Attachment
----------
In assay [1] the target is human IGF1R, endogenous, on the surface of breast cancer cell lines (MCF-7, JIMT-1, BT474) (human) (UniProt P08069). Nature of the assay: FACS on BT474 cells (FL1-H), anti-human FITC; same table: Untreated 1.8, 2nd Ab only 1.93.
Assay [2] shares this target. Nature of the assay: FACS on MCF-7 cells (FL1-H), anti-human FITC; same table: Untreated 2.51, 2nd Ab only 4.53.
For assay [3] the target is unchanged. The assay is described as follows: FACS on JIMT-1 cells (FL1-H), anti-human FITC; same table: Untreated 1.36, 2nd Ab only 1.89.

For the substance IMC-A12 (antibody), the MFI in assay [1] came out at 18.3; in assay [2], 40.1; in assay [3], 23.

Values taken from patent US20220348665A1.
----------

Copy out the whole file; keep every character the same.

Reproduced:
In assay [1] the target is human IGF1R, endogenous, on the surface of breast cancer cell lines (MCF-7, JIMT-1, BT474) (human) (UniProt P08069). Nature of the assay: FACS on BT474 cells (FL1-H), anti-human FITC; same table: Untreated 1.8, 2nd Ab only 1.93.
Assay [2] shares this target. Nature of the assay: FACS on MCF-7 cells (FL1-H), anti-human FITC; same table: Untreated 2.51, 2nd Ab only 4.53.
For assay [3] the target is unchanged. The assay is described as follows: FACS on JIMT-1 cells (FL1-H), anti-human FITC; same table: Untreated 1.36, 2nd Ab only 1.89.

For the substance IMC-A12 (antibody), the MFI in assay [1] came out at 18.3; in assay [2], 40.1; in assay [3], 23.

Values taken from patent US20220348665A1.